Agricultural and environmental technologies are two application areas for the Challenge, given their importance to the New Zealand economy.
There is significant potential for economic growth, since there is already a thriving agri-tech manufacturing sector with useful market share in some key export markets.
There are also local businesses of scale in agri-tech, with a deep knowledge of export customers’ requirements and market trends, to commercialise the technologies developed in the Challenge.
Revolutionising understanding of groundwater
Research in Portfolio 2 will be initiated by a spearhead project: Inverting Electromagnetics – a new way to measure groundwater flow.
This aims to solve the problem of determining the spatially-averaged velocity of shallow groundwater, a vector for contaminants – culminating in a sensor system marketable to global regulators, farmers and consultants.
The research will develop and promote New Zealand’s capacity to use physical and engineering resources research, generate export revenue via New Zealand’s high-tech manufacturing sector, and benefit New Zealand-based regulators and farmers by enabling informed decision-making, land management and environmental footprinting.
The research outcomes will particularly benefit Māori managing water quality and where mahinga kai is under threat from waterway contamination; a significant component of surface water is derived from groundwater.
Sensing technologies developed within the SFTI Challenge will provide New Zealand with a step up in its ability to use electromagnetic sensing in harsh, inaccessible environments, and provide locally-based manufacturers with new high-tech export products.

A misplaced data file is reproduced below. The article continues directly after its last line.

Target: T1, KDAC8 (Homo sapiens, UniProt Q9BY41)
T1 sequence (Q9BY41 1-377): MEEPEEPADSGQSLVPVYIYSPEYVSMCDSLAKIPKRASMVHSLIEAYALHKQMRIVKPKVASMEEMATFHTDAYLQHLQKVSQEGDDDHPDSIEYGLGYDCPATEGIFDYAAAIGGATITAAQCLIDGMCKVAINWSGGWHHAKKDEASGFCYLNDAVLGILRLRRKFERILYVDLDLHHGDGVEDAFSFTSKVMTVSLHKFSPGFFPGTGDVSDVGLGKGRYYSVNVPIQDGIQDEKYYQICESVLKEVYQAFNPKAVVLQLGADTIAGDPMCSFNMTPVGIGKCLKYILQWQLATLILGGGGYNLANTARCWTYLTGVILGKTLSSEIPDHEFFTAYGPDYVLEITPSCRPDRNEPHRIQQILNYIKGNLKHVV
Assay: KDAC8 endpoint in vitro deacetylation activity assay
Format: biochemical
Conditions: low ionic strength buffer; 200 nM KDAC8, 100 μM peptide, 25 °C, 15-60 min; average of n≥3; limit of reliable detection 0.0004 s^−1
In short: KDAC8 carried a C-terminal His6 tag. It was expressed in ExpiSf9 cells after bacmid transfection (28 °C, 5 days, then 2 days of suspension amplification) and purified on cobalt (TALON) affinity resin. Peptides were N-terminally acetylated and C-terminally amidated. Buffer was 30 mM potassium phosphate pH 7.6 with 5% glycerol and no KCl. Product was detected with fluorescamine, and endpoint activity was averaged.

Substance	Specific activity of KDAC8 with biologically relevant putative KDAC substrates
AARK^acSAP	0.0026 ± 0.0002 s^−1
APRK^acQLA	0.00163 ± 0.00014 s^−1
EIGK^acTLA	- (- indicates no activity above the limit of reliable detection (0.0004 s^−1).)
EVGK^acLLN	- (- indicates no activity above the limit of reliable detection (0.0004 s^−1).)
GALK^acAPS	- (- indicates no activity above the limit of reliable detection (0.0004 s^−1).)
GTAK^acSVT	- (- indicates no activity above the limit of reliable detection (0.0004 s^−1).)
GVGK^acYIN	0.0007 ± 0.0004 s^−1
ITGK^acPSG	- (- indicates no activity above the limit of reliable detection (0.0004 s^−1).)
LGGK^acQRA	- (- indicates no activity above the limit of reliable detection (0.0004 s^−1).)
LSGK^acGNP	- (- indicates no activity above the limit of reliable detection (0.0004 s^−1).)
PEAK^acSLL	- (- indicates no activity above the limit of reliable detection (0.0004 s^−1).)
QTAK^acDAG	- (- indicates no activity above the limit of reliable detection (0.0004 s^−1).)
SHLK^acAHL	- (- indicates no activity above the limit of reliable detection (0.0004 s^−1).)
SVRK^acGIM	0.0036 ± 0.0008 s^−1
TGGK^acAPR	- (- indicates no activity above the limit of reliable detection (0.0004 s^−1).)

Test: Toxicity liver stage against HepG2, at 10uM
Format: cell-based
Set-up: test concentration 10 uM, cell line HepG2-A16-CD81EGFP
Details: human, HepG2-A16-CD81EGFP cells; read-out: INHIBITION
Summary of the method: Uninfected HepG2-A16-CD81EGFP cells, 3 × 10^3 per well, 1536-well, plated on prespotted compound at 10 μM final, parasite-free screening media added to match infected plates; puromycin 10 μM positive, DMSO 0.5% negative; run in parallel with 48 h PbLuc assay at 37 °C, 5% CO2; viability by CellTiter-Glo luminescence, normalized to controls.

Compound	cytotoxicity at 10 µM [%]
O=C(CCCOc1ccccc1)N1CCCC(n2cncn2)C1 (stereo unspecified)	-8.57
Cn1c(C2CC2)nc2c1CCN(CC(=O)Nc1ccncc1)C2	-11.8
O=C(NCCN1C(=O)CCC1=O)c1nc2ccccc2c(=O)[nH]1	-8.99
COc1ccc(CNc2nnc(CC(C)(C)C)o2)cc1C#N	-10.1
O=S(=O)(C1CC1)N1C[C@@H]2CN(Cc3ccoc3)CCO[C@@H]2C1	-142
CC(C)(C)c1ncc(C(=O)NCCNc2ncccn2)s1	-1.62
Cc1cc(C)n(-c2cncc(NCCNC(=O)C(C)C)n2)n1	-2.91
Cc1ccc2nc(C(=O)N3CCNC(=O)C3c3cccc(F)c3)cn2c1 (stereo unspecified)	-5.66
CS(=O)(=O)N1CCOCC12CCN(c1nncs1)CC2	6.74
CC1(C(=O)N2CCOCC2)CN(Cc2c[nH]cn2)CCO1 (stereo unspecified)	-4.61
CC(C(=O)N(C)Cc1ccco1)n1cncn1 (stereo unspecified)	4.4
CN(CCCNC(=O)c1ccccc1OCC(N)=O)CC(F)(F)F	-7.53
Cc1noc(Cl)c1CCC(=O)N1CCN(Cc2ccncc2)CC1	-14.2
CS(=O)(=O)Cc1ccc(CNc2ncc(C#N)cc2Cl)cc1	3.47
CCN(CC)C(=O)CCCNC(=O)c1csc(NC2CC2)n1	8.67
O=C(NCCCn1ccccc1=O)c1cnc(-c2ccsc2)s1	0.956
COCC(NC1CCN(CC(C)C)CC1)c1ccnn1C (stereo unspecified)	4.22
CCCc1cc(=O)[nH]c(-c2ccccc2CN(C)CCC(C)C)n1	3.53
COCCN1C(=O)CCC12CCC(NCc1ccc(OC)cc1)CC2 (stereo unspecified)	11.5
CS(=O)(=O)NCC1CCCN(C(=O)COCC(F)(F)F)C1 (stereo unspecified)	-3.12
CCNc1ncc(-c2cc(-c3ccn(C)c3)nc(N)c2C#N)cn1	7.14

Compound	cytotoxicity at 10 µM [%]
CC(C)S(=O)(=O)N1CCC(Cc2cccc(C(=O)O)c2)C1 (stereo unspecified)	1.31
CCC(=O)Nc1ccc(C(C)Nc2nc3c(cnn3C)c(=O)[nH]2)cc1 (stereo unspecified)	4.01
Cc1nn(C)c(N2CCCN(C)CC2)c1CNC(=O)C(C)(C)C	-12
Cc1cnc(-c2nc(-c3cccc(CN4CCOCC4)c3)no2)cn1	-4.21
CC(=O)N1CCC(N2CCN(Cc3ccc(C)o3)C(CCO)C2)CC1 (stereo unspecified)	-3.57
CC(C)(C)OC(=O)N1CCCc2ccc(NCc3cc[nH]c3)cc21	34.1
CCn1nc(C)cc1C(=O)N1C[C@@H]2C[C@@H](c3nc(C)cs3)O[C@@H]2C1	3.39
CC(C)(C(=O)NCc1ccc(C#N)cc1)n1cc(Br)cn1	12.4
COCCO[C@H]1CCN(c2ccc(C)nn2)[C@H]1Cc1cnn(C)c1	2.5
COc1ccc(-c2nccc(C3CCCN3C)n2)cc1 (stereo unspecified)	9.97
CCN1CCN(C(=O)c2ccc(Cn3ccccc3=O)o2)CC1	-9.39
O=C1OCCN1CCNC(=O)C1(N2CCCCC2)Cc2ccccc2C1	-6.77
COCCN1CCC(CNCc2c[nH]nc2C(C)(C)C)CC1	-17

The research involves science questions at the forefront of several disciplines.
- The sensing concept requires precise manipulation of large-scale magnetic fields. The research will explore methods to control magnetic flux density over a large spatial extent.
- It will explore methodologies to detect the miniscule Faraday signals received at ground electrodes in the presence of substantial interfering signals.
- Due to non-uniform groundwater velocity sensitivity distribution, the magnetic flux will be characterised over 3-space; the research will formulate methods for profile sensing of potential difference and solving the poorly-posed inverse problem to extract groundwater velocity profiles.
- Supporting data and methods for visualisation will be explored to determine how best to convey the flow and inter-relationships with other data layers to water quality managers and other interest groups.
Portfolio 2 leader – Professor Ian Woodhead
- Professor Bob Buckley. Robinson Institute, Victoria University of Wellington - Magnetics
- Dr John Kennedy. GNS - nano sensors, sensing magnetic field strength
- Dr Ian Platt. Lincoln Agritech - modelling, signal processing/ noise reduction
- Dr Mike Hayes. University of Canterbury - measurement, signal processing
- Professor Colin Fox. University of Otago - modelling, inverse problems
- Mr Maui Hudson. University of Waikato - data-to-information, incorporating/delivering to Māori.